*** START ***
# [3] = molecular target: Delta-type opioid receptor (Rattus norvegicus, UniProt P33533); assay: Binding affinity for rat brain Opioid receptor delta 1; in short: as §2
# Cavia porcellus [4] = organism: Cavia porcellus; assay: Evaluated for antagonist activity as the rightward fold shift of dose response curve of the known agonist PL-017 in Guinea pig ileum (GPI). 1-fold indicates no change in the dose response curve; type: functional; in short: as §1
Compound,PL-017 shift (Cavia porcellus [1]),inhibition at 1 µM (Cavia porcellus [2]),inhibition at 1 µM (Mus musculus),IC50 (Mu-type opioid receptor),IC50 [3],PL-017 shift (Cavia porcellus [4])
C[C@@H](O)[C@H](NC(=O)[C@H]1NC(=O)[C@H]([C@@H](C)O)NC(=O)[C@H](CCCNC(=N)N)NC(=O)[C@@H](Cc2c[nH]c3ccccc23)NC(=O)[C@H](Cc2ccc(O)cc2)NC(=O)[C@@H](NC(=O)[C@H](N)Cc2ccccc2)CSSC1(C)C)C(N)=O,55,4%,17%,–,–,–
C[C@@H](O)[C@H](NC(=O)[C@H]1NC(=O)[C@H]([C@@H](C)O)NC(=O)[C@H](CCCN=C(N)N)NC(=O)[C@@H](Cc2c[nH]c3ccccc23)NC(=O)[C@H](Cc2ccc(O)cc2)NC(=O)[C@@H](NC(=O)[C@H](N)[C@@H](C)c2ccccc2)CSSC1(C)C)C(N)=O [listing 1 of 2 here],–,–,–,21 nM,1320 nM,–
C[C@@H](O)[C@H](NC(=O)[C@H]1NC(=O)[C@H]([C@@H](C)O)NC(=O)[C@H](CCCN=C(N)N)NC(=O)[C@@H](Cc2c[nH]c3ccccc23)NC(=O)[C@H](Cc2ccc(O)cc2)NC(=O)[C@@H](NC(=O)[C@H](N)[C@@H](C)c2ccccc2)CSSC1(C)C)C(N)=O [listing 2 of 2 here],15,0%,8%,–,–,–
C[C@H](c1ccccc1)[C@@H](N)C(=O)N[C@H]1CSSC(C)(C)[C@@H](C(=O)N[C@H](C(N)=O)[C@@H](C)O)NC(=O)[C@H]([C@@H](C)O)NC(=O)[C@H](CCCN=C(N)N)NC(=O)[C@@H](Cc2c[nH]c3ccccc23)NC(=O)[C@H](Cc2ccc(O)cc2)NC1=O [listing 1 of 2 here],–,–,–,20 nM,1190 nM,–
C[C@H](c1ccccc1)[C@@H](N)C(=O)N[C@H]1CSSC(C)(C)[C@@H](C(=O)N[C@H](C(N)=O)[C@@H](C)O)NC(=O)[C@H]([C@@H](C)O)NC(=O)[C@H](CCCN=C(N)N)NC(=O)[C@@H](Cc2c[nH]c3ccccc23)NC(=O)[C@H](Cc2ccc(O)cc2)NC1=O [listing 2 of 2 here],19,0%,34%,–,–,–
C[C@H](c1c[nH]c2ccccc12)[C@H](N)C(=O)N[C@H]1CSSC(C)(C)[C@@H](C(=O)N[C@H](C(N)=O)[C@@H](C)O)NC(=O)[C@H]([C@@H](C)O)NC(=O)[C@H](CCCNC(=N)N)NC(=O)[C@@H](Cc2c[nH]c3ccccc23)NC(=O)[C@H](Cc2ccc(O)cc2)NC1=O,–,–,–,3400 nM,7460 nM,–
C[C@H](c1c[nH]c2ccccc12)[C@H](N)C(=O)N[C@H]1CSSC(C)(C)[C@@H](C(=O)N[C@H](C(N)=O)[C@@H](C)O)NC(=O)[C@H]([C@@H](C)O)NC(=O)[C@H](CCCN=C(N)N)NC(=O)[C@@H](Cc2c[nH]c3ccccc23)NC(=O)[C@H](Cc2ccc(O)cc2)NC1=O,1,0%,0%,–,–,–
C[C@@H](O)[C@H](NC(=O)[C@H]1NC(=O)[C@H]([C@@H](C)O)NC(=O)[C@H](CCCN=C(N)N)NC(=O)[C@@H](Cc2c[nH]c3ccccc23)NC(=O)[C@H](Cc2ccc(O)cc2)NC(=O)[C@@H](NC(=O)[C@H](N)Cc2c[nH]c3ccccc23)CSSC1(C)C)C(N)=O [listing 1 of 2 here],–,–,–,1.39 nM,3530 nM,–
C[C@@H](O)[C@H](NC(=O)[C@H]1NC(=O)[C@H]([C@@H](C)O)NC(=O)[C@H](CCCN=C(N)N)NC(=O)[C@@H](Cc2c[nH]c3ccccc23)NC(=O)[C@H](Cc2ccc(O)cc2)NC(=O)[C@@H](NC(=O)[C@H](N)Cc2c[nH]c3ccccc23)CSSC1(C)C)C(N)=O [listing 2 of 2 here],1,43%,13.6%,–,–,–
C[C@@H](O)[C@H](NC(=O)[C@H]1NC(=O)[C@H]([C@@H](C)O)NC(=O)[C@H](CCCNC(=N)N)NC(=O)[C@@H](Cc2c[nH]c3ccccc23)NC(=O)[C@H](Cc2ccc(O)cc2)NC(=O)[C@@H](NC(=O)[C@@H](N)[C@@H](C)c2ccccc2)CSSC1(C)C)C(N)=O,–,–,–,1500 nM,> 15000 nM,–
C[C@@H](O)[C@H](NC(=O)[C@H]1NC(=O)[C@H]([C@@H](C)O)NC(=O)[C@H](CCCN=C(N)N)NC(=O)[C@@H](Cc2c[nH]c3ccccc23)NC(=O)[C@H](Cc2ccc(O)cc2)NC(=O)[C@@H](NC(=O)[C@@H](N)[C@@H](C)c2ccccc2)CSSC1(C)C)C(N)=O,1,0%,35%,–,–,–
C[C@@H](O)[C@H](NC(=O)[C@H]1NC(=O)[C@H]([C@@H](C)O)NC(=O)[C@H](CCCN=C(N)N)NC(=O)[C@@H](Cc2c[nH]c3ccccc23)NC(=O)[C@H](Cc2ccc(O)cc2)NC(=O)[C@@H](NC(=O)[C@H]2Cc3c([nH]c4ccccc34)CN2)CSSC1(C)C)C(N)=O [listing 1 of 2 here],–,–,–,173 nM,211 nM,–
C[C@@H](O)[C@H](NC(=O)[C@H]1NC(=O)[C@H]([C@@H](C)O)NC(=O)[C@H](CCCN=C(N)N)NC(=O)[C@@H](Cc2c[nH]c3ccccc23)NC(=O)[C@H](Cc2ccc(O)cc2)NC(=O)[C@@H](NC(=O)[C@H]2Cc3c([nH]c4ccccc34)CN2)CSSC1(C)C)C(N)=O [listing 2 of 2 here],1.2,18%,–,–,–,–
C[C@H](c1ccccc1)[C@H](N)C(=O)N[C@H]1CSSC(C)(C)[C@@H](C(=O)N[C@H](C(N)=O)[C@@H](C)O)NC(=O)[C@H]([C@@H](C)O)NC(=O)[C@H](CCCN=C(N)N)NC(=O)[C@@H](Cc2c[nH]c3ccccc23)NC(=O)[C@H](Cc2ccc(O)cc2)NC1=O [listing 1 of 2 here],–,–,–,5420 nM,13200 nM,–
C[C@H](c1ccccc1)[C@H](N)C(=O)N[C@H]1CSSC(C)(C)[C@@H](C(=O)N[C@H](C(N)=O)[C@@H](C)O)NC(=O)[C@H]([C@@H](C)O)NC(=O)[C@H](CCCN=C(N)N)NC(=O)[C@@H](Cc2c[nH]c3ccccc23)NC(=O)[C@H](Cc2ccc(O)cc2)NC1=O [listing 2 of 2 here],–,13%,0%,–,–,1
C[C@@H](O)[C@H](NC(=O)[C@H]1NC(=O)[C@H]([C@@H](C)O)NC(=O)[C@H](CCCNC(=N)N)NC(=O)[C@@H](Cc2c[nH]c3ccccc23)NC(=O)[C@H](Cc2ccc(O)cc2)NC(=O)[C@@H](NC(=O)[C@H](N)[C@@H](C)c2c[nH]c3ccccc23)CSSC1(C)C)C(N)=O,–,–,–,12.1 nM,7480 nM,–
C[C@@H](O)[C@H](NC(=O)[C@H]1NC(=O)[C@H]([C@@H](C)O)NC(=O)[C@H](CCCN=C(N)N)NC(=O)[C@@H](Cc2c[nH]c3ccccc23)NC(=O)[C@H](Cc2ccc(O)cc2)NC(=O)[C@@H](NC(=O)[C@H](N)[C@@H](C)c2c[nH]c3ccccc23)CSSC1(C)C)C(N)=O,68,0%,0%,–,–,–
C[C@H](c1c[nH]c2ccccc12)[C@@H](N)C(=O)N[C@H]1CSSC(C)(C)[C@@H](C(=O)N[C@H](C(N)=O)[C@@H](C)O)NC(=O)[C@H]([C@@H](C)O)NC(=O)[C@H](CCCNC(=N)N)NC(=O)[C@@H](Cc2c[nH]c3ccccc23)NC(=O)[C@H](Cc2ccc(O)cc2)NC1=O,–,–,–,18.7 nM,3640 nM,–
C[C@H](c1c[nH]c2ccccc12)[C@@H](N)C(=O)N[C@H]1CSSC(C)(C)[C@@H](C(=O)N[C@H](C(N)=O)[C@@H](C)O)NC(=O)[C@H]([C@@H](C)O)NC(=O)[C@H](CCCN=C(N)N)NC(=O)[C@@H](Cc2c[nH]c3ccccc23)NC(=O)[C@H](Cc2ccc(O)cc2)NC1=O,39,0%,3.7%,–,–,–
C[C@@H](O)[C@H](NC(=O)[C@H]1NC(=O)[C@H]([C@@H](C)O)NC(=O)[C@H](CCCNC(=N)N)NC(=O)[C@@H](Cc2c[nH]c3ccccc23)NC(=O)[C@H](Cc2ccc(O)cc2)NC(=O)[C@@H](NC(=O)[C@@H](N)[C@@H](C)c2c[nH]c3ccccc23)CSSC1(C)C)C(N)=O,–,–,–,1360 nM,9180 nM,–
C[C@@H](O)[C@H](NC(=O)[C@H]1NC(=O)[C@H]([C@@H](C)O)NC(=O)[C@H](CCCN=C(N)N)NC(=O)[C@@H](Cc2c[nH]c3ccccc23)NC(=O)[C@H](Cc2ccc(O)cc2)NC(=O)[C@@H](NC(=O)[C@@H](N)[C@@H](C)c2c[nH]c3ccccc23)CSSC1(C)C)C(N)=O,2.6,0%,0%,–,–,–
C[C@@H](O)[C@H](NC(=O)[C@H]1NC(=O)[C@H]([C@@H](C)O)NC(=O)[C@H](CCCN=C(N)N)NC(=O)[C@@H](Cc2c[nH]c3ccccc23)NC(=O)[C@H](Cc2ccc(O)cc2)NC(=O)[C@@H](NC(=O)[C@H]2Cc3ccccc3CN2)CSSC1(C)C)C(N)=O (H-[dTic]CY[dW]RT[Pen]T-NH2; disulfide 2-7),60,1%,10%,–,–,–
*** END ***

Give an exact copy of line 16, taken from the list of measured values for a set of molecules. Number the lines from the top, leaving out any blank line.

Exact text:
C[C@@H](O)[C@H](NC(=O)[C@H]1NC(=O)[C@H]([C@@H](C)O)NC(=O)[C@H](CCCN=C(N)N)NC(=O)[C@@H](Cc2c[nH]c3ccccc23)NC(=O)[C@H](Cc2ccc(O)cc2)NC(=O)[C@@H](NC(=O)[C@H]2Cc3c([nH]c4ccccc34)CN2)CSSC1(C)C)C(N)=O [listing 2 of 2 here],1.2,18%,–,–,–,–